This week’s topic is something that I’ve been thinking about for quite some time.
Nearly all strength coaches employ core training into their programming. The definition of “core” will vary from one coach to another. Some will say the muscles between the pelvis and ribs. Some will say the muscles between the knees and shoulders. Some will mention the inner and outer core. Some will include muscles such as the deep neck flexors.
Back to the topic at hand. Let’s say you have 60 minutes to train a group of athletes. Should you include a special component for core training? I realize that age, sport, number of days, training history, and individual weaknesses factor in here considerably. If you need more specifics, let’s say you’re the strength coach for a high school varsity football team.
Arguments in Favor
I’ve heard some coaches say that the core training component of a routine is the most important component for power production.
It increases core stability which prevents injuries on the field….everything from ACL injuries, hamstring strains, hernias, and low back pain could be due to core instability.
Core stability will help promote good exercise form and prevent weight room injuries.
Strong abs and glutes help prevent hyperlordosis and anterior pelvic tilt.
Specific core exercises exceed general strength exercises in EMG activity in the various core muscles.
The spine is the power center and drives everything. All explosive motions transfer through the core so to get optimal transfer you can’t have energy leaks or a weak core.
The spine must be prepared for battle, and this is done by getting the spine accustomed to high forces seen in the sport.
Core exercises can be seamlessly integrated into programs such as during interset rest intervals as active recovery or as a pre-workout activation method so it doesn’t take time away from total allotment.
Proper core training teaches individuals how to brace and maximize IAP which spares the spine.
The core produces a double-peaked “superstiffness” during explosive movement so we should train it to pulse properly for this purpose.
A stronger muscle is a stiffer muscle. Stiff muscles deform less.
It doesn’t increase power; players spine’s aren’t buckling when they jump and run.
The core gets hit hard enough through squats, deadlifts, chin ups, push ups, farmer’s walks, front squats, overhead squats, and military press, and even moreso with unilateral variations of lunges, Bulgarian split squats, one arm rows, single arm bench press, etc. Good training IS core training. But plenty of core training is wimpy training that won’t carry over to sport.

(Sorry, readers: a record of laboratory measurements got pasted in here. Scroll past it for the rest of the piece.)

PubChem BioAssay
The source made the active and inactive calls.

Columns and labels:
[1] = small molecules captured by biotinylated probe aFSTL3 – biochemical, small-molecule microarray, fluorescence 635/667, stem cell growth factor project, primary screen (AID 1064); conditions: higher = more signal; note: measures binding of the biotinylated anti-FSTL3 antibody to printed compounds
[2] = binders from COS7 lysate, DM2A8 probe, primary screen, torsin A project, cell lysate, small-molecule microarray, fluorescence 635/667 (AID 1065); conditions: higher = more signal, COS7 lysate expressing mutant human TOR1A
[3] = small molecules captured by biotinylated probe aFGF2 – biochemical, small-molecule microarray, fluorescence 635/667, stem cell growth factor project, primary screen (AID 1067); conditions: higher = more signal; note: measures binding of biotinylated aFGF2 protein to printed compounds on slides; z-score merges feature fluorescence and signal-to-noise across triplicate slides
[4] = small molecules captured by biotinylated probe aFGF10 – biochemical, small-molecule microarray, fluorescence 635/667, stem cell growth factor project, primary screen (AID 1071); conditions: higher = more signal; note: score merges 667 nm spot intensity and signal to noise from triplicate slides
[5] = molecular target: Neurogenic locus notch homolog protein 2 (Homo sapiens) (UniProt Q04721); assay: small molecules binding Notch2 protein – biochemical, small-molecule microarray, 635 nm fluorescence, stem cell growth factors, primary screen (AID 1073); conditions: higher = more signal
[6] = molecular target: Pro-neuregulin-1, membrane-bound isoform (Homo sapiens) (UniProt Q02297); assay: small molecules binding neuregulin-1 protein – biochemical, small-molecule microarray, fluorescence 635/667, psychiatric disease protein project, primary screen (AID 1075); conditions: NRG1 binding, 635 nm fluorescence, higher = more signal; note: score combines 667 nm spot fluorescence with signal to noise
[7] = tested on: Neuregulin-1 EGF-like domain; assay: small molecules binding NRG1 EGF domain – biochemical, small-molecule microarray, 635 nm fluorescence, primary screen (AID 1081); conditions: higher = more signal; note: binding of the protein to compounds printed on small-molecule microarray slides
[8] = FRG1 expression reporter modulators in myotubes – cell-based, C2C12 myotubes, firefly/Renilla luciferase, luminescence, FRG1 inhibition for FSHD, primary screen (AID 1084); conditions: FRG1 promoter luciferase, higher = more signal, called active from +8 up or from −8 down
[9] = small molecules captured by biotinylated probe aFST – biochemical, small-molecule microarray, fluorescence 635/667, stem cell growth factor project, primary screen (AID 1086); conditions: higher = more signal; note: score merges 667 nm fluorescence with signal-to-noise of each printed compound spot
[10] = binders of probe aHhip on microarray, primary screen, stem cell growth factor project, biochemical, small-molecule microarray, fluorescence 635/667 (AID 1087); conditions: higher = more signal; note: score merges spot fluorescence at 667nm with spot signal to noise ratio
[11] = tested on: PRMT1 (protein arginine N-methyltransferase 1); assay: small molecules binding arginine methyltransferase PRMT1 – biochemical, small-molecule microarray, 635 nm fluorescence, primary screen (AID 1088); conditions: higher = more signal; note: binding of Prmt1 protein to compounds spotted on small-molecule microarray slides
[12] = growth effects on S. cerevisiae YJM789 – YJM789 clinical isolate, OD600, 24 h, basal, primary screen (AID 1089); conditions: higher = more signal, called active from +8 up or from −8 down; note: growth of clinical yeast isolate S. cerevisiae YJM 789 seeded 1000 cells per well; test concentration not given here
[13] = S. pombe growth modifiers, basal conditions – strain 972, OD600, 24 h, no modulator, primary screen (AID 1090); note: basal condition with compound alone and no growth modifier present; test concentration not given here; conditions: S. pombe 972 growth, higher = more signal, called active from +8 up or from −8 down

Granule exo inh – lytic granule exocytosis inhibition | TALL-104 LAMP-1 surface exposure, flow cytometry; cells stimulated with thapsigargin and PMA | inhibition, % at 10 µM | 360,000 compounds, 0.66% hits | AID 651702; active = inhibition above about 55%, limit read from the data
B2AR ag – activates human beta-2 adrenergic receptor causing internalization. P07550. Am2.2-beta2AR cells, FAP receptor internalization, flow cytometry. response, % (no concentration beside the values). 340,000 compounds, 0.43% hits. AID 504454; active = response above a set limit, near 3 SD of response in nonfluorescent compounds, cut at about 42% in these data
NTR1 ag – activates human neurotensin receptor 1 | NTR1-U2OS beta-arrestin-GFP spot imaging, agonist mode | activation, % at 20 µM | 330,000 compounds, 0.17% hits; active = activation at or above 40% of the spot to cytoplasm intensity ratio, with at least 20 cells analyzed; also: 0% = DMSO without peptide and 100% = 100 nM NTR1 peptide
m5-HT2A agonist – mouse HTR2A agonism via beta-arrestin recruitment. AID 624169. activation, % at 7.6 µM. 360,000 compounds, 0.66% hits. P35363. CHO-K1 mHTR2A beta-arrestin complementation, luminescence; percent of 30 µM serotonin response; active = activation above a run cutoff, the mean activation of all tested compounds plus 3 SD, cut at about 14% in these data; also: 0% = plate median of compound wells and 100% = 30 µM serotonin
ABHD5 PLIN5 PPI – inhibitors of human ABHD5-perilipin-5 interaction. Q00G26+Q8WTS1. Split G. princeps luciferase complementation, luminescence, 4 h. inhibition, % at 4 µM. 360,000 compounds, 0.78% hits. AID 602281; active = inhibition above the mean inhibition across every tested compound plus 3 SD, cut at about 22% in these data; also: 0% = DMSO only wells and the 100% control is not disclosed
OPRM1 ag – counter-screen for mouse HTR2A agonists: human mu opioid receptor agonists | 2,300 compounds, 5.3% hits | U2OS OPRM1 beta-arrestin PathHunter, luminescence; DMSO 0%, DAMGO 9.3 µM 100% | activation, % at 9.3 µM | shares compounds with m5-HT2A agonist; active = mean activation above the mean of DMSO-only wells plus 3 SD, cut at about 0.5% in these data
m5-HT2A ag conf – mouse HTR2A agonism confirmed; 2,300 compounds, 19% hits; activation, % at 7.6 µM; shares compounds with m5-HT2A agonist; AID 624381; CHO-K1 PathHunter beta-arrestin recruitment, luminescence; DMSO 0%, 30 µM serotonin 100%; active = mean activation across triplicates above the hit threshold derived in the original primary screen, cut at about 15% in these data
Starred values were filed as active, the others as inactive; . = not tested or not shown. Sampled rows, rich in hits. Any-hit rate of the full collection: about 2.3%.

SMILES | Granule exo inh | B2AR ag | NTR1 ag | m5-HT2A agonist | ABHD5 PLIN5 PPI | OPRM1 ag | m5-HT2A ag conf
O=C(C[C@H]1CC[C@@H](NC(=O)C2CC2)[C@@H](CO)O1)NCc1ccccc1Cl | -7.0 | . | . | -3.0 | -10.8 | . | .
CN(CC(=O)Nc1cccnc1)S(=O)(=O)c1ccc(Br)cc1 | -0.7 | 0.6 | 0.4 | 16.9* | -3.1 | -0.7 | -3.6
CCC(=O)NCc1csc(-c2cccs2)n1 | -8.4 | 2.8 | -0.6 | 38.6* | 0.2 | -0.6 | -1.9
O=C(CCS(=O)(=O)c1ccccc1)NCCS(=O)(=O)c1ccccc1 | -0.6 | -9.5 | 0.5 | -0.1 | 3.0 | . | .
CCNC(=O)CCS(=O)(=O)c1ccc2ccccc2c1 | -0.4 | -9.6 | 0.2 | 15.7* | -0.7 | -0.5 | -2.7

Sport specific skills are all about timing; extra strength doesn’t help much. Most activities don’t require a high percentage of MVC, thereby rendering extra strength as useless.
Rotation training just beats up the spine and adds extra stress.
Why put tons of spinal loading on players who are already loading their spines enough during practices and games?
In a perfect world we’d do all kinds of fancy core exercises but I have limited time with athletes and my time with players is better served by doing more general strength, explosive power, plyometric, agility, and speed work. Or better yet, skill work.
Why fatigue the core prior to a strength training session or before sets of more important “big rock” exercises which rely on the core to function optimally?
Instead of focusing on the spine, we’d be better served focusing on the hips. Replace anti-extension, anti-flexion, anti-lateral flexion, and anti-rotation exercises with hip flexion, hip extension, hip adduction, hip abduction, hip external rotation, and hip internal rotation work and your athletes would play better. Sport is all about the hips.
Some of the best jumpers and sprinters in the world never did core training. You need fluidity, such as that of Dominique Wilkins, Michael Jordan, and Carl Lewis. All this focus on creating robots to not move is ill-fated.
Some of the strongest Olympic weightlifters never do core training either. Obviously it’s not necessary as they’re the most powerful people on the planet. They spend their time exploding, not holding core isometric contractions.
Pulsing isn’t a wise strategy as we can’t mimic precise core timing/loading/vectors seen in sport.
I could go through almost every argument above and poke holes in them. However these arguments are what make our job so fun. Strength training is an art and a science. If I have 60 minutes to train athletes, I definitely include some specialized core work. But I only prescribe one or two sets of one or two exercises. Furthermore, I place the core exercises at the end of the program. Many coaches place them at the beginning.
As mentioned above, the core gets worked through proper upper and lower bilateral and unilateral exercises in the strength program. You don’t need much icing on the cake, but you have to admit, using the ab wheel or the Cook bar for some rotational work really taxes the core and just “feels right.” Adding in a couple of sets of these only takes up a few extra minutes of workout time.
What’s your take?